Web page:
Back to accessibility links

Providing Appropriate Care for Residents in Aged Care (PAC4RAC)

NSW AmbulanceNorthern Sydney Local Health DistrictTwilight Aged Care
Project Added:
7 December 2016
Last updated:
16 December 2016

Providing Appropriate Care for Residents in Aged Care (PAC4RAC)


This project aims to reduce the number of unnecessary ambulance transfers of aged care residents, by developing a patient-centred care model. This model will determine the most appropriate care pathway, allow clinicians to deliver timely healthcare services and provide the patient with appropriate care in their home.

View a poster from the Centre for Healthcare Graduation, December 2016.


To reduce the number of Twilight Aged Care (TAC) residents who require transport by NSW Ambulance to emergency departments (EDs) in Northern Sydney Local Health District (NSLHD) by 25%, by June 2017.


  • Reduces ambulance transfers from aged care facilities to hospital EDs.
  • Allows aged care residents to be appropriately treated in their own home.
  • Improves health outcomes and reduces the risk of adverse events.
  • Reduces ED presentations and hospital bed days for aged care residents.
  • Increases staff capacity in assessing residents’ acute care needs within aged care facilities.
  • Increases staff knowledge of available resources for aged care residents.
  • Develops strong working relationships between healthcare teams, to support an integrated approach to service delivery.


NSW Ambulance receives an average of 5800 calls to residential aged care facilities each year. 4000 of these are admitted to a NSLHD facility for an average of 6.6 days, resulting in 26,400 bed days at a cost of $38.94 million per year.

An audit conducted in April 2016, found that some of these patients could be treated in their home, reducing the discomfort and disorientation caused by going to hospital in an ambulance, presenting to the ED and staying in hospital. It was also recognised that some conditions do require treatment in the hospital environment.

In 2015, TAC sent a total of 141 residents to NSLHD EDs, with 114 of these residents admitted to hospital at a cost of over $1.1 million in bed days. It was determined that reducing the number of unnecessary ambulance transfers and ED presentations would improve the health outcomes of aged care residents and improve the efficiency of the healthcare system.  


  • A tick box was added in August 2016 to the TAC electronic records system and transfer form, to indicate whether a resident has an Advanced Care Plan or Advance Care Directive. This will support the management of the patient and ensure relevant information is sent to hospital with the resident.
  • An after-hours medical service was identified and used by TAC facilities, to enable consistent information sharing and provide a single point for general practice after-hours access.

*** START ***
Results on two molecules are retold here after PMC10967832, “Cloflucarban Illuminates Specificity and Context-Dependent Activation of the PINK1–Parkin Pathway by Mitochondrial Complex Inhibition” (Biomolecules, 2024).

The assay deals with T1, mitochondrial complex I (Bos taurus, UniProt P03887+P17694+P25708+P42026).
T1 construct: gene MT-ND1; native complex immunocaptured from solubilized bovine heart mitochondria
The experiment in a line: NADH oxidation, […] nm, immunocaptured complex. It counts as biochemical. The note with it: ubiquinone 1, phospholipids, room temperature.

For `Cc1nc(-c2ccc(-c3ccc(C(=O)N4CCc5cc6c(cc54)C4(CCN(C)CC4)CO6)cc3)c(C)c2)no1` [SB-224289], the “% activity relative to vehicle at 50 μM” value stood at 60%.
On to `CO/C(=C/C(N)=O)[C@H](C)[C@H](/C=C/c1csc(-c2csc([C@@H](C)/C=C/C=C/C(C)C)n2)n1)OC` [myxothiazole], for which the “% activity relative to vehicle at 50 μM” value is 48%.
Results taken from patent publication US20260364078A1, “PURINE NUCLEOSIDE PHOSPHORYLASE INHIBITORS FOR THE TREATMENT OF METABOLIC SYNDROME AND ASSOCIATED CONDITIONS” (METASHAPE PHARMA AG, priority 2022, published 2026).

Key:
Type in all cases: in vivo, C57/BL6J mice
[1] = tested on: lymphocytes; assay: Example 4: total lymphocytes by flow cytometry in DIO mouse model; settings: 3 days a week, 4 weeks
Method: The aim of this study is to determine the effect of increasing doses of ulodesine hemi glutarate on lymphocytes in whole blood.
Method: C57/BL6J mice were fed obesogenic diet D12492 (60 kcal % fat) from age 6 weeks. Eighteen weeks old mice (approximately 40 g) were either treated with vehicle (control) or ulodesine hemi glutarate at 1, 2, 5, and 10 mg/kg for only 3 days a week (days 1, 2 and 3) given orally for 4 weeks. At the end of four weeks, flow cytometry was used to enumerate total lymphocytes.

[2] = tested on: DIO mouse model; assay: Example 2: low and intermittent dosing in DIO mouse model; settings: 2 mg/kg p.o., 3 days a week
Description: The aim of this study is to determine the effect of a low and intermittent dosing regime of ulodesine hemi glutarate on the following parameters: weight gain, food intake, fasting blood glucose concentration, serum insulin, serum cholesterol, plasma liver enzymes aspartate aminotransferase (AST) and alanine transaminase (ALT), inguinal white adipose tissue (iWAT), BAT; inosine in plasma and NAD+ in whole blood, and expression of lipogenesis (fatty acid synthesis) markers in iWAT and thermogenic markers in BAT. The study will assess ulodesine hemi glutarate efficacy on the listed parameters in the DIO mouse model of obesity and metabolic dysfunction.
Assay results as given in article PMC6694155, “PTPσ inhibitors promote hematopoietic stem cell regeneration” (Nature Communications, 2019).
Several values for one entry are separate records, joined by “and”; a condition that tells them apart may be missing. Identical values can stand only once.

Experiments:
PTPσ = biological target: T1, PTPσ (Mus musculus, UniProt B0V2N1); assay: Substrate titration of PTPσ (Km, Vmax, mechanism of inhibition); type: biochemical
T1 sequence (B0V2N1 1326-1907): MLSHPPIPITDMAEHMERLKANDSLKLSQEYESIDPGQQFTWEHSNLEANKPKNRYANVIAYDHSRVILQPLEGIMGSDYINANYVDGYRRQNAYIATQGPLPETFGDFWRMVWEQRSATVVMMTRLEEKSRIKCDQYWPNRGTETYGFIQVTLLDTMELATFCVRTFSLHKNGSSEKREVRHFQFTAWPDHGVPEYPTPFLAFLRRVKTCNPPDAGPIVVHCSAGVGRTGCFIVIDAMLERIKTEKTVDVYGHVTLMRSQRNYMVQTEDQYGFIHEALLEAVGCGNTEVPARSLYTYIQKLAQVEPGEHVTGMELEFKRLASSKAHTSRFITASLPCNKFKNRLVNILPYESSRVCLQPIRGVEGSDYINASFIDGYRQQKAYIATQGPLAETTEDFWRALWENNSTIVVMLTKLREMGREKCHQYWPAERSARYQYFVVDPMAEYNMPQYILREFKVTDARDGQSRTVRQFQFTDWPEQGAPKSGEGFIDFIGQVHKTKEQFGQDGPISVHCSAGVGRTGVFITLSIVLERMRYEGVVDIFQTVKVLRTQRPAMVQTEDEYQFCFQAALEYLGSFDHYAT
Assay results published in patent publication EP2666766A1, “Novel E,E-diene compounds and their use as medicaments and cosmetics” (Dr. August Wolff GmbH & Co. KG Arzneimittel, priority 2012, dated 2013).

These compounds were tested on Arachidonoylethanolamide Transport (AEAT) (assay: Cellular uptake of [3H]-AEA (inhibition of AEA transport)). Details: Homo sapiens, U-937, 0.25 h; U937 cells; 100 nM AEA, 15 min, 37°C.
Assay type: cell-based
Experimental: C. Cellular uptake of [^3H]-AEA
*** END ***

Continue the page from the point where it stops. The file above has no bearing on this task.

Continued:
• Education for TAC staff commenced, on the topic of Acute Post Acute Care (APAC) charts, which guide staff through healthcare assessments of aged care residents. This allows staff to be familiar with and confident in managing residents’ acute care needs. Quarterly training sessions are scheduled as a continuous improvement strategy.
  • The Identification Situation Background Assessment Notification Documentation (ISBAND) tool was implemented in all TAC facilities in August 2016.
  • A service directory has been developed, to ensure the after-hours medical service and TAC staff are aware of services that are available as an alternative to hospital-based care.

Project status

Implementation - the initiative is ready for implementation or is currently being implemented, piloted or tested.

Key dates

February 2016 – June 2017

Implementation sites

  • Twilight Aged Care
  • NSW Ambulance – North Sydney Zone
  • Northern Sydney Local Health District
  • Northern Sydney Primary Health Network



  • A full evaluation will be undertaken in June 2017, with measurement of the following outcomes:
    • number of transfers from TAC facilities via NSW Ambulance to NSLHD EDs (target is 25% reduction)
    • number of ‘000’ calls to NSW Ambulance by TAC (target is 25% reduction)
    • number of agreed, identified and treatable conditions managed within TAC (target is 50%).
  • Results will be collected using resident, family, staff and paramedic surveys, as well as analyses of NSLHD and NSW Ambulance data.  

Lessons learnt

  • It can be challenging to work with different organisations that each have their own business model and frames of reference.
  • It’s important to maintain constant communication and manage the project around team members’ availability.
  • Staying committed to the success of the project is integral to its success.
  • It can be challenging to deal with time constraints and differing expectations.
  • The Centre for Healthcare Redesign methodology of developing and implementing a project, as well as seeking project sponsorship, has great value.

Related reading

  • Griffiths D, Morphet J, Innes K et al. Communication between residential aged care facilities and the emergency department: a review of the literature. International Journal Of Nursing Studies 2014; 51(11): 1517-1523.
  • O'Connell B, Hawkins M et al. Referrals to hospital emergency departments from residential aged care facilities: stuck in a time warp. Contemporary Nurse 2013; 45(2): 228-233.
  • Waird A, Crisp E. The role of advance care planning in end-of-life care for residents of aged care facilities. Australian Journal of Advanced Nursing 2016; 33(4): 26-34.


Claire Banister-Jones
Facility Manager, Jamieson House
Twilight Aged Care
Phone: 0409 460 429

Jonathan Tunhavasana
Health Relationship Manager
NSW Ambulance
Phone: 0414 917 972

Jacqui Edgley
Director of Nursing and Midwifery
Mona Vale Hospital
Northern Sydney Local Health District
Phone: 0434 323 418

Search Projects

Browse Projects

Submit your local innovation
and improvement project